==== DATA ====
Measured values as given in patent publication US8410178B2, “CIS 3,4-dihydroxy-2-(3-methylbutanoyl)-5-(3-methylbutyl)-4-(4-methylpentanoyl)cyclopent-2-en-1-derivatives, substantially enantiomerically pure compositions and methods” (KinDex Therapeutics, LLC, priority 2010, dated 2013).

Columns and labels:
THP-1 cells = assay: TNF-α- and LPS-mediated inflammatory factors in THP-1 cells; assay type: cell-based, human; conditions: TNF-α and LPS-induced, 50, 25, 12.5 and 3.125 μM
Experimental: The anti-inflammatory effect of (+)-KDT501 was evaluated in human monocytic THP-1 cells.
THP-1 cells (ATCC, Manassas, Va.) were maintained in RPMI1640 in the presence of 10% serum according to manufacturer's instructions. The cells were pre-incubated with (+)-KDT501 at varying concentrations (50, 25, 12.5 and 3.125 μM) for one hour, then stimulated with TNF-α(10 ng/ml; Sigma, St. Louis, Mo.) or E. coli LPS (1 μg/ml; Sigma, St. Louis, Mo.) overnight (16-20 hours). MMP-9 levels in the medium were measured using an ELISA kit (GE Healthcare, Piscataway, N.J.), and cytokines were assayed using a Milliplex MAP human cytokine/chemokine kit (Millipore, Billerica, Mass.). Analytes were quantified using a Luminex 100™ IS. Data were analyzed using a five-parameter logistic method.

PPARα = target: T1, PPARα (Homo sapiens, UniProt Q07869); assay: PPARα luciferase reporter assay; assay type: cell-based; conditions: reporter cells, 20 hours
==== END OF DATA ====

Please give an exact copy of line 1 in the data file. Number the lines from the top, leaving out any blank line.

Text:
Measured values as given in patent publication US8410178B2, “CIS 3,4-dihydroxy-2-(3-methylbutanoyl)-5-(3-methylbutyl)-4-(4-methylpentanoyl)cyclopent-2-en-1-derivatives, substantially enantiomerically pure compositions and methods” (KinDex Therapeutics, LLC, priority 2010, dated 2013).